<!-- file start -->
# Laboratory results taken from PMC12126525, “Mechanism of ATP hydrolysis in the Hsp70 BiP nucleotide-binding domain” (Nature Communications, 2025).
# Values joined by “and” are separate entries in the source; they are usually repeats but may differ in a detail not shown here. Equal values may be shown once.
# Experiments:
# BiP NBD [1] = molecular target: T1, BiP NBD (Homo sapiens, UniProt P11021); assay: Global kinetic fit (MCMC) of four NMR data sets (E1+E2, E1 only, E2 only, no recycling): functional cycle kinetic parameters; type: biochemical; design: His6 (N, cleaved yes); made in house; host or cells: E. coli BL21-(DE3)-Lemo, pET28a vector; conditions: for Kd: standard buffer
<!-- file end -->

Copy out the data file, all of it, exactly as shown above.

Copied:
# Laboratory results taken from PMC12126525, “Mechanism of ATP hydrolysis in the Hsp70 BiP nucleotide-binding domain” (Nature Communications, 2025).
# Values joined by “and” are separate entries in the source; they are usually repeats but may differ in a detail not shown here. Equal values may be shown once.
# Experiments:
# BiP NBD [1] = molecular target: T1, BiP NBD (Homo sapiens, UniProt P11021); assay: Global kinetic fit (MCMC) of four NMR data sets (E1+E2, E1 only, E2 only, no recycling): functional cycle kinetic parameters; type: biochemical; design: His6 (N, cleaved yes); made in house; host or cells: E. coli BL21-(DE3)-Lemo, pET28a vector; conditions: for Kd: standard buffer